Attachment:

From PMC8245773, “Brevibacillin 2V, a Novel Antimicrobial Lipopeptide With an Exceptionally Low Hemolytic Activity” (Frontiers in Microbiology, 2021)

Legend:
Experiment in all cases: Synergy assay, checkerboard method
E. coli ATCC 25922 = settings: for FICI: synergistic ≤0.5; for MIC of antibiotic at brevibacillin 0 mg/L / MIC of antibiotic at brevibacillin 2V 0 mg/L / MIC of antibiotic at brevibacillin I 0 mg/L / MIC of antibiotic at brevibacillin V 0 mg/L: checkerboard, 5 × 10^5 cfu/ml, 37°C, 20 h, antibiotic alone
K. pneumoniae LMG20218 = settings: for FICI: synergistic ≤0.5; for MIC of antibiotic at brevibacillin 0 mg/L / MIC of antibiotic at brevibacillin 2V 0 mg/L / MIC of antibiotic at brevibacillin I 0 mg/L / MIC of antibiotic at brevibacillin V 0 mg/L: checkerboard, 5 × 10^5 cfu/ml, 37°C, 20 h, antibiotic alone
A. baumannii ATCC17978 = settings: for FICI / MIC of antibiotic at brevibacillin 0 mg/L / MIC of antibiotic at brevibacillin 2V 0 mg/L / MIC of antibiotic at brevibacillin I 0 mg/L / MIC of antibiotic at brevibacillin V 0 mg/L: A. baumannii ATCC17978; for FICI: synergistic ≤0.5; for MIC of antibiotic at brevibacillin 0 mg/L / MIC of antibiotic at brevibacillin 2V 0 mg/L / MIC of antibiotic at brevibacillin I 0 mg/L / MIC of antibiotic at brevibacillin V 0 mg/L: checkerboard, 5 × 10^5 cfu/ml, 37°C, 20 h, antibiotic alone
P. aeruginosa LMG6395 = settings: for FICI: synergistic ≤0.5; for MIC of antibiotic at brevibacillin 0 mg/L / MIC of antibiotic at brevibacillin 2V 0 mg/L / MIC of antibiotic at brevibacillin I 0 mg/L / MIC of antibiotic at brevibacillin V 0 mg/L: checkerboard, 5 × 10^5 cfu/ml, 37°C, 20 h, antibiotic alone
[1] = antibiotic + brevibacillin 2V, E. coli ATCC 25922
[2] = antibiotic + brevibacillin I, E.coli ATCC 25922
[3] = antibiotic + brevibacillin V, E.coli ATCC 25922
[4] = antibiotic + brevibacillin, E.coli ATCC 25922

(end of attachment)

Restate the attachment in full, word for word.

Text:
From PMC8245773, “Brevibacillin 2V, a Novel Antimicrobial Lipopeptide With an Exceptionally Low Hemolytic Activity” (Frontiers in Microbiology, 2021)

Legend:
Experiment in all cases: Synergy assay, checkerboard method
E. coli ATCC 25922 = settings: for FICI: synergistic ≤0.5; for MIC of antibiotic at brevibacillin 0 mg/L / MIC of antibiotic at brevibacillin 2V 0 mg/L / MIC of antibiotic at brevibacillin I 0 mg/L / MIC of antibiotic at brevibacillin V 0 mg/L: checkerboard, 5 × 10^5 cfu/ml, 37°C, 20 h, antibiotic alone
K. pneumoniae LMG20218 = settings: for FICI: synergistic ≤0.5; for MIC of antibiotic at brevibacillin 0 mg/L / MIC of antibiotic at brevibacillin 2V 0 mg/L / MIC of antibiotic at brevibacillin I 0 mg/L / MIC of antibiotic at brevibacillin V 0 mg/L: checkerboard, 5 × 10^5 cfu/ml, 37°C, 20 h, antibiotic alone
A. baumannii ATCC17978 = settings: for FICI / MIC of antibiotic at brevibacillin 0 mg/L / MIC of antibiotic at brevibacillin 2V 0 mg/L / MIC of antibiotic at brevibacillin I 0 mg/L / MIC of antibiotic at brevibacillin V 0 mg/L: A. baumannii ATCC17978; for FICI: synergistic ≤0.5; for MIC of antibiotic at brevibacillin 0 mg/L / MIC of antibiotic at brevibacillin 2V 0 mg/L / MIC of antibiotic at brevibacillin I 0 mg/L / MIC of antibiotic at brevibacillin V 0 mg/L: checkerboard, 5 × 10^5 cfu/ml, 37°C, 20 h, antibiotic alone
P. aeruginosa LMG6395 = settings: for FICI: synergistic ≤0.5; for MIC of antibiotic at brevibacillin 0 mg/L / MIC of antibiotic at brevibacillin 2V 0 mg/L / MIC of antibiotic at brevibacillin I 0 mg/L / MIC of antibiotic at brevibacillin V 0 mg/L: checkerboard, 5 × 10^5 cfu/ml, 37°C, 20 h, antibiotic alone
[1] = antibiotic + brevibacillin 2V, E. coli ATCC 25922
[2] = antibiotic + brevibacillin I, E.coli ATCC 25922
[3] = antibiotic + brevibacillin V, E.coli ATCC 25922
[4] = antibiotic + brevibacillin, E.coli ATCC 25922